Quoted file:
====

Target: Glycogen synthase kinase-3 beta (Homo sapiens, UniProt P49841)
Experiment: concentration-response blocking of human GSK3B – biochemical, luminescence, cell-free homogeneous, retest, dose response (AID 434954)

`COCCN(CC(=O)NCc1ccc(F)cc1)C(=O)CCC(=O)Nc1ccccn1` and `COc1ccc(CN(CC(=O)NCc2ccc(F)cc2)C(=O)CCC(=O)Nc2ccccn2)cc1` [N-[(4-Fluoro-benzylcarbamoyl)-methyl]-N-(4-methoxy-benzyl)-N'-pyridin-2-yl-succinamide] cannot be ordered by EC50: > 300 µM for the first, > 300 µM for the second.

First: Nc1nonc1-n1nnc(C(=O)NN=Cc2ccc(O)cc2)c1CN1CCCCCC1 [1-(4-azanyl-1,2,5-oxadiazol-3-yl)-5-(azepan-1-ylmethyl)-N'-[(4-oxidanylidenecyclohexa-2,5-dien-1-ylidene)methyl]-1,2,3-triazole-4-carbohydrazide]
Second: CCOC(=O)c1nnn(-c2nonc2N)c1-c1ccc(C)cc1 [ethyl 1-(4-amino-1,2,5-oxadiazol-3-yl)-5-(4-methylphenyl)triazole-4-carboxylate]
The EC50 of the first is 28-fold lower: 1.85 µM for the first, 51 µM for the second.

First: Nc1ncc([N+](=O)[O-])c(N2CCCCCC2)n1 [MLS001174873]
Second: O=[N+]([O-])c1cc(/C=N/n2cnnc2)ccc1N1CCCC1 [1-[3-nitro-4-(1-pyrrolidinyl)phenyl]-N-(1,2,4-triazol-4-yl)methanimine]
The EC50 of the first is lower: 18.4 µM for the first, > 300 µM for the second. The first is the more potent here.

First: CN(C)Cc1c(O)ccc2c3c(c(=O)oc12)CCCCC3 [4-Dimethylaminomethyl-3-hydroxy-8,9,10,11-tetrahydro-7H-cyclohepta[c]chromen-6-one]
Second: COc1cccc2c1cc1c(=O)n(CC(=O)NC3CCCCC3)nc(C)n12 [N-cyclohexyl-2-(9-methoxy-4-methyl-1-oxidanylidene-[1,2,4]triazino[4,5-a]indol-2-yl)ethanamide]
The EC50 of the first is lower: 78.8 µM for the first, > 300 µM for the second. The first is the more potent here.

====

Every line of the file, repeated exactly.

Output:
Target: Glycogen synthase kinase-3 beta (Homo sapiens, UniProt P49841)
Experiment: concentration-response blocking of human GSK3B – biochemical, luminescence, cell-free homogeneous, retest, dose response (AID 434954)

`COCCN(CC(=O)NCc1ccc(F)cc1)C(=O)CCC(=O)Nc1ccccn1` and `COc1ccc(CN(CC(=O)NCc2ccc(F)cc2)C(=O)CCC(=O)Nc2ccccn2)cc1` [N-[(4-Fluoro-benzylcarbamoyl)-methyl]-N-(4-methoxy-benzyl)-N'-pyridin-2-yl-succinamide] cannot be ordered by EC50: > 300 µM for the first, > 300 µM for the second.

First: Nc1nonc1-n1nnc(C(=O)NN=Cc2ccc(O)cc2)c1CN1CCCCCC1 [1-(4-azanyl-1,2,5-oxadiazol-3-yl)-5-(azepan-1-ylmethyl)-N'-[(4-oxidanylidenecyclohexa-2,5-dien-1-ylidene)methyl]-1,2,3-triazole-4-carbohydrazide]
Second: CCOC(=O)c1nnn(-c2nonc2N)c1-c1ccc(C)cc1 [ethyl 1-(4-amino-1,2,5-oxadiazol-3-yl)-5-(4-methylphenyl)triazole-4-carboxylate]
The EC50 of the first is 28-fold lower: 1.85 µM for the first, 51 µM for the second.

First: Nc1ncc([N+](=O)[O-])c(N2CCCCCC2)n1 [MLS001174873]
Second: O=[N+]([O-])c1cc(/C=N/n2cnnc2)ccc1N1CCCC1 [1-[3-nitro-4-(1-pyrrolidinyl)phenyl]-N-(1,2,4-triazol-4-yl)methanimine]
The EC50 of the first is lower: 18.4 µM for the first, > 300 µM for the second. The first is the more potent here.

First: CN(C)Cc1c(O)ccc2c3c(c(=O)oc12)CCCCC3 [4-Dimethylaminomethyl-3-hydroxy-8,9,10,11-tetrahydro-7H-cyclohepta[c]chromen-6-one]
Second: COc1cccc2c1cc1c(=O)n(CC(=O)NC3CCCCC3)nc(C)n12 [N-cyclohexyl-2-(9-methoxy-4-methyl-1-oxidanylidene-[1,2,4]triazino[4,5-a]indol-2-yl)ethanamide]
The EC50 of the first is lower: 78.8 µM for the first, > 300 µM for the second. The first is the more potent here.